Dismantling antibiotic infrastructures in residential aged care: The invisible work of antimicrobial stewardship (AMS)

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Social Science and Medicine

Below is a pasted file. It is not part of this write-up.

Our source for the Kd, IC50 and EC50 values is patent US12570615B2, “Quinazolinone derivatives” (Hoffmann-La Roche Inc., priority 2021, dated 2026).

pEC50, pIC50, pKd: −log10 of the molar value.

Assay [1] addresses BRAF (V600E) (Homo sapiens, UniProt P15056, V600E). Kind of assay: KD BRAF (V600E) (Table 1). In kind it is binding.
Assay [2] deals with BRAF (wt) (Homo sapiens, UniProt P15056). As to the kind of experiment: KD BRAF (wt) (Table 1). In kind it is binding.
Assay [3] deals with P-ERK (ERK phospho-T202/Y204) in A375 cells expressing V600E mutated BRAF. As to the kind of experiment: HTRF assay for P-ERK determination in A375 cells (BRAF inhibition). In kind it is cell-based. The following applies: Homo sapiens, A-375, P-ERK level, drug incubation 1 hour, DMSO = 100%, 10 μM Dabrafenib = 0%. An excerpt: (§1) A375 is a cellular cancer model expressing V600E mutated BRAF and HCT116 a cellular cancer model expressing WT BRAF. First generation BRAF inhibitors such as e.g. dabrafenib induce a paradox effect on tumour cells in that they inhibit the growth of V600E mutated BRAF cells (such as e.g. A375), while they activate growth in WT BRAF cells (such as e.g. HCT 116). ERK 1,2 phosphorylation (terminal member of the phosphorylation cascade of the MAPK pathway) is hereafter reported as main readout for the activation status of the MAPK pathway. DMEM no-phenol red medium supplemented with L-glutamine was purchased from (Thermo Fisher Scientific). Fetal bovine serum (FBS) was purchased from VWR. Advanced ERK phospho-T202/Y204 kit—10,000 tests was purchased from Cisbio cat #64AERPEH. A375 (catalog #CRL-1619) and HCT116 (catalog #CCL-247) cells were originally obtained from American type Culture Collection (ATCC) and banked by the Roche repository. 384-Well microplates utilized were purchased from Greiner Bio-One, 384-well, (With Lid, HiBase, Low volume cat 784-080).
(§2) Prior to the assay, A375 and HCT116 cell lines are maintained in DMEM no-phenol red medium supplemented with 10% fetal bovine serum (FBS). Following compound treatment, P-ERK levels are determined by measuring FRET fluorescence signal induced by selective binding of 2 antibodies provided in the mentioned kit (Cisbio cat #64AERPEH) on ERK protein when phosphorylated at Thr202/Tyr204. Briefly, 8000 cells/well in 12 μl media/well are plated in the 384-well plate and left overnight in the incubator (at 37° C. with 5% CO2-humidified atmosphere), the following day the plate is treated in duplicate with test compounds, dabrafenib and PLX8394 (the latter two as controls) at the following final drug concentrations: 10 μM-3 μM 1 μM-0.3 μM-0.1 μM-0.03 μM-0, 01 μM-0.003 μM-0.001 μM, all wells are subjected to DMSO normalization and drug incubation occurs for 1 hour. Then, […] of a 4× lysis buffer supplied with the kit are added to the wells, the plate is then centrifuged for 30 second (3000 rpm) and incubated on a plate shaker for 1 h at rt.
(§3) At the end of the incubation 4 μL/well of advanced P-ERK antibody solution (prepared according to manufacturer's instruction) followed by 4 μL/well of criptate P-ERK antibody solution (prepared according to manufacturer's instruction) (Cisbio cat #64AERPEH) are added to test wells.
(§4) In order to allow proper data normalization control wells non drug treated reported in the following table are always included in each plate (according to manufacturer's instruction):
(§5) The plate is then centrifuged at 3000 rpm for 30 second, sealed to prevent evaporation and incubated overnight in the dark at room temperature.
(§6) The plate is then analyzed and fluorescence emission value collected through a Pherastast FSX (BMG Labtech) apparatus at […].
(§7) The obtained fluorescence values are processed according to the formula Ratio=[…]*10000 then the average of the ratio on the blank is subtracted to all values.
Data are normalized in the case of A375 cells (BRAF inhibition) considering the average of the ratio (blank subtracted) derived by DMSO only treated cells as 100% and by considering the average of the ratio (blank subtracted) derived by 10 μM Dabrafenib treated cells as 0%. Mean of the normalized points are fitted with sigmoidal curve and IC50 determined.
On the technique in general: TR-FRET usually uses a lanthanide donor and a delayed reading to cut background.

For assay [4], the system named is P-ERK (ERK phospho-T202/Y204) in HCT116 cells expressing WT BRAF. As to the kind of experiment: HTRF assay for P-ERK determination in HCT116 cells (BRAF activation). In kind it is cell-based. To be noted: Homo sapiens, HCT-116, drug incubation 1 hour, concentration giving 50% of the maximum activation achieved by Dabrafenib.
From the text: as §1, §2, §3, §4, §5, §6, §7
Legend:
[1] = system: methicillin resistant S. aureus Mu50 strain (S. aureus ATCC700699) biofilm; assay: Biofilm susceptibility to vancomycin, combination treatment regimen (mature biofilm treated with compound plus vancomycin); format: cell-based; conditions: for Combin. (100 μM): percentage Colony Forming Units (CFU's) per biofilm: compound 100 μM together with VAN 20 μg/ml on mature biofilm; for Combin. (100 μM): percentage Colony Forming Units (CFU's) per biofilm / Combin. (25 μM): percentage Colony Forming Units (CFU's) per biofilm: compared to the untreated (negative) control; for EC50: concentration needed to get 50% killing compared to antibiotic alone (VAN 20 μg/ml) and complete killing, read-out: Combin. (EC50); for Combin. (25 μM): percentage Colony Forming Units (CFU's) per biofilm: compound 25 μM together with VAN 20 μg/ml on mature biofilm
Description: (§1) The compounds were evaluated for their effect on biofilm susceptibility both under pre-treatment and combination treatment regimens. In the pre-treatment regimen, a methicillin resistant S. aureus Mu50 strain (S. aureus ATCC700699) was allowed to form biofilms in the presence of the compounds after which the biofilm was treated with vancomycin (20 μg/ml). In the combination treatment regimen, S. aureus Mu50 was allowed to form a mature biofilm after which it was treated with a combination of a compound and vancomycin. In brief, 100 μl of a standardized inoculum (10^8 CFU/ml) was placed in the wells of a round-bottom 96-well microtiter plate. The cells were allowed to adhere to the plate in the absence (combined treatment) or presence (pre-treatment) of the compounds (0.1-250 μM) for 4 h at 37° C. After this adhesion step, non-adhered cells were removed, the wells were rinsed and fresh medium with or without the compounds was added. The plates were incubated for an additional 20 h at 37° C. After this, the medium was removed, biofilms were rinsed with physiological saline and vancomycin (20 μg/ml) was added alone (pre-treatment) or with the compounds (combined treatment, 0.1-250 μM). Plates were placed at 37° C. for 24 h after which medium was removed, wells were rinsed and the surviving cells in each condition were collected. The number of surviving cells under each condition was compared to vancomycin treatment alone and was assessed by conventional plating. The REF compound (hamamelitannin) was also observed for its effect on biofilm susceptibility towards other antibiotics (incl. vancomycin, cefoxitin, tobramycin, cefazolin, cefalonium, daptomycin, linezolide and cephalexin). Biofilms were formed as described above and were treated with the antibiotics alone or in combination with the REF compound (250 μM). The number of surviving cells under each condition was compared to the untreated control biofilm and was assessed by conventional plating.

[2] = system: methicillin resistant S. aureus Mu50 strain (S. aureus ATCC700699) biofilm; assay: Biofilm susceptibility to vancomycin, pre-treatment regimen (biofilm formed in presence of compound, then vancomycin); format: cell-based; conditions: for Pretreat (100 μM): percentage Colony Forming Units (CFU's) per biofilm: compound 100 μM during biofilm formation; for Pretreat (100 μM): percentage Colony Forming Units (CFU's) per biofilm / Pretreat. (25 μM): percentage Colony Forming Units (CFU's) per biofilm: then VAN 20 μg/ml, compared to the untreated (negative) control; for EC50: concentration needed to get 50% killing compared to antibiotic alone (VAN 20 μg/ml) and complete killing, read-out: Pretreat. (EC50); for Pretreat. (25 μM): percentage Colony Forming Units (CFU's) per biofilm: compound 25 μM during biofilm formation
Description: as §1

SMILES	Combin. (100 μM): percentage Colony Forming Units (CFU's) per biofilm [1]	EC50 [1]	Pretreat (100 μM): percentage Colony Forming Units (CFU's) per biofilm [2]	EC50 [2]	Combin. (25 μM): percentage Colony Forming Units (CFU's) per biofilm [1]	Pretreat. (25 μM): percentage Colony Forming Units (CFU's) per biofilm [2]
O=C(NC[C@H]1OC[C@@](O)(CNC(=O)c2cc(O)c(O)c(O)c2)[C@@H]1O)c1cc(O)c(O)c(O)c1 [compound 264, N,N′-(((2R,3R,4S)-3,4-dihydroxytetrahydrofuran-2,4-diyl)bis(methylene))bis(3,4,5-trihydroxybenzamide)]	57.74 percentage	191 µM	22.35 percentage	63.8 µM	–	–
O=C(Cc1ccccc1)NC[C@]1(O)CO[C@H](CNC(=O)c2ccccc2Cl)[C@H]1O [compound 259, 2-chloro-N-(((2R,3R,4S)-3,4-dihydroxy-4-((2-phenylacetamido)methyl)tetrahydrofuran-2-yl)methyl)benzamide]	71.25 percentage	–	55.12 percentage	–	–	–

Recent social science scholarship has sought to understand the visible and invisible impacts of how antibiotics are entrenched as infrastructures and put to work as a proxy for higher levels of care (clinical or otherwise) within modern healthcare. Using a qualitative research design, in this paper our aim is to draw attention to less visible aspects of antimicrobial stewardship (AMS) in residential aged care and their implications for nurse-led optimization of antibiotic use in these settings. By developing an account of the perceptions, experiences and practices of staff regarding the ‘on the ground’ work associated with implementing and upholding AMS objectives our study extends research on attempts to dismantle antibiotic infrastructures in Australian residential aged care facilities (RACF). Drawing on a review of relevant policies, empirical data is presented from fifty-six in-depth interviews conducted in 2021 with staff at 8 different RACFs. Interview participants included managers, nurses, and senior and junior personal care assistants. Our results suggest that registered nurses in residential aged care have been tasked with promoting antibiotic optimization and assigned with AMS responsibilities without sufficient authority and resourcing. A host of hidden care work associated with AMS strategies was evident, reinforcing some staff support for empirical antibiotic prescribing as a ‘safety net’ in uncertain clinical cases. We argue that this hidden work occurs where AMS strategies displace the infrastructural role previously performed by antibiotics, exposing structural gaps and pressures. The inability of organisational accounting systems and the broader AMS policy agenda to capture hidden AMS workflows in RACFs has consequences for future resourcing and organisational learning in ways that mean AMS gaps may remain unaddressed. These results support findings that AMS interventions might not be easily accepted by aged care staff in view of associated burdens which are under recognised and under supported in this domain.



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